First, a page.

Electric Vehicles Continue To Roll Off The Assembly Line Even With Speedbumps Along The Way
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As consumers continue to display a growing appetite for the
electric vehicle compared to their fossil fuel counterparts,
manufacturers are starting to take notice. In 2021 alone, major
OEMs and new-market entrants are expected to the launch over 22 new
EV models around the globe. These new models are coming as either
standalone platforms under new models or as a upgrades within
existing model line-ups. But, with new models being announced every
few weeks, roadblocks to wider adoption continue to persist.
We noted in our February
10th article, The Shift to Electric
Vehicles is Only Just Starting to Accelerate, consumers are
starting to see full electrification commitments by major OEMs and
new market participants at an ever increasing rate,
including many committing to full electrification within the
decade. While the EV technologies underlying most new models are
relatively similar in nature, the availability of EV tax credits
for purchasers and infrastructure limitation remain two key
bottlenecks in purchaser decision making and eventual electric
Since 2010, consumers who purchase an electric vehicle could
qualify for a tax credit of $7,500 depending on the type of
electric vehicle they purchased. At the time this credit was put
into place, electric vehicle adoption in America was still in its
infancy and models were limited in their availability as only a few
manufacturers offered them for sale. The tax credit carried with it
a cap of 200,000 vehicles from each manufacturer. Once a
manufacture sold its 200,001 electric vehicles, the tax credit
dropped to zero in a year. As a result, OEMs, such as General
Motors and Tesla, who have already sold over 200,000 qualifying
vehicles are no longer to leverage the tax credit as a way to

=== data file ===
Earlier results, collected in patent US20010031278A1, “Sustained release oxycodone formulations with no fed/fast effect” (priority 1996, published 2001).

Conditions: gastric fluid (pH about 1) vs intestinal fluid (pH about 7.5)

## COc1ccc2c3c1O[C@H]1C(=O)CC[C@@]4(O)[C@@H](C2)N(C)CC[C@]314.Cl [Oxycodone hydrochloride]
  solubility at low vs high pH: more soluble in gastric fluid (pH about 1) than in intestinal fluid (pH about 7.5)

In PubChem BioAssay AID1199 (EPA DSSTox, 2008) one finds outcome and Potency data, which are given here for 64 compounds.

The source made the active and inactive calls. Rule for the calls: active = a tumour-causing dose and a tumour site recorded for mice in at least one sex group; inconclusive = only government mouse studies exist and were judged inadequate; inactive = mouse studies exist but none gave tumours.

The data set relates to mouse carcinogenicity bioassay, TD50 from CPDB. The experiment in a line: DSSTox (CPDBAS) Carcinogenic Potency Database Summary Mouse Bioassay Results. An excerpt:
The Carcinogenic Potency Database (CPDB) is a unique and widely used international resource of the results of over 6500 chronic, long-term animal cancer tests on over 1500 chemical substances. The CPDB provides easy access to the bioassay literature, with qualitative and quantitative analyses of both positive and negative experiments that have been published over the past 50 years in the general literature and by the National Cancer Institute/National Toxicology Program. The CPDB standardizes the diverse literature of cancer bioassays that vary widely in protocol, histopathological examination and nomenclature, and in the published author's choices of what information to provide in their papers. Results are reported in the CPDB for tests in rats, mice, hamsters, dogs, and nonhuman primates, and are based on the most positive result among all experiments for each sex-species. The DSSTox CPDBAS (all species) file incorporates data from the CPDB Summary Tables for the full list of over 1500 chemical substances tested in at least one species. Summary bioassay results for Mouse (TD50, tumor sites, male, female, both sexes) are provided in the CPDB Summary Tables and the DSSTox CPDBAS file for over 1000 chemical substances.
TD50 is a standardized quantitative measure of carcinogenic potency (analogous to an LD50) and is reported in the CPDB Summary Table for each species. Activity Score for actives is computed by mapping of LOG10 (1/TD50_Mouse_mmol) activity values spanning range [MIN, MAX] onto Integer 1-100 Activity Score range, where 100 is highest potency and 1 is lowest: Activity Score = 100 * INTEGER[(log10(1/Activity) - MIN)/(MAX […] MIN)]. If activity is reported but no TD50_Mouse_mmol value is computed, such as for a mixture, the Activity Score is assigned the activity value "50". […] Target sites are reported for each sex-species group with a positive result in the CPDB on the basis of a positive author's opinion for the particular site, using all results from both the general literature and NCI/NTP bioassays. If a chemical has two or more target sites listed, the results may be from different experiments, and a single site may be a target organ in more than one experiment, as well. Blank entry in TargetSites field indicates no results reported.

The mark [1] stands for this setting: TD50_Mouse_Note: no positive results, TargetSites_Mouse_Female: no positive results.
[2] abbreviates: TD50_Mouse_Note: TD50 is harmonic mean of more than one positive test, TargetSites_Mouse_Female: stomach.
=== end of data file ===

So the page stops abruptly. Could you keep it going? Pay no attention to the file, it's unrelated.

offset the higher cost of many of their electric vehicle models.
Recognizing the disparity caused by an effective penalty on those
who supported electrification early on, compared to those just now
entering the market, the Biden Administration and members of
Congressional leadership are looking at ways to expand or otherwise
modify the cap above the 200,000 thresholds and level the playing
field for existing and new manufacturers.
Even with the tax credit being modified, as we noted in our
prior article, the infrastructure needed to support the shift from
gas stations to charging stations will continue to be a roadblock
along the way to main-stream electrification. Although consumers
may be willing to turn in the pump for a plug, their ability to
find adequate charging stations let alone the time constraints of
charging a battery will likely remain roadblocks for the short-term
rollout of electric vehicles. Further, access to a robust
power-grid infrastructure, parking spots with charging capacities,
home charging solutions, and other options to recharge one’s
electric vehicles will continue to be hot button issues as OEMs
implement their fully electrified platforms.
Unlike communities in Europe, who can travel locally in their
car, but can rely on mass transit like trains for inter- and
intra-city travel, the United States is highly dependent on highway
infrastructure. As a result, personal vehicles are a necessary
mechanism for many Americans to move around. In the electric
vehicle dominated world, with existing battery and charging
technologies, this means ordinary road trips have to account for
greater travel times due to charging timelines and incomplete
charging infrastructure. As a recent Wall Street Journal report
uncovered, a journey from Tampa, FL to Fort Carson, CO, which
normally takes 30 hours via gasoline powered vehicle, will take 58
hours in electric vehicles when accounting for charging times.
While charging time compared to fueling time is often a culprit of
the added timeline, broken chargers, slower than advertised
charging rates, and occupied chargers are also often to blame.
While growing pains in the electric vehicle infrastructure are
expected to continue for the short term, a critical mass of
reliable and an abundance charging infrastructure will be necessary
for setting range anxiety at ease for many Americans.
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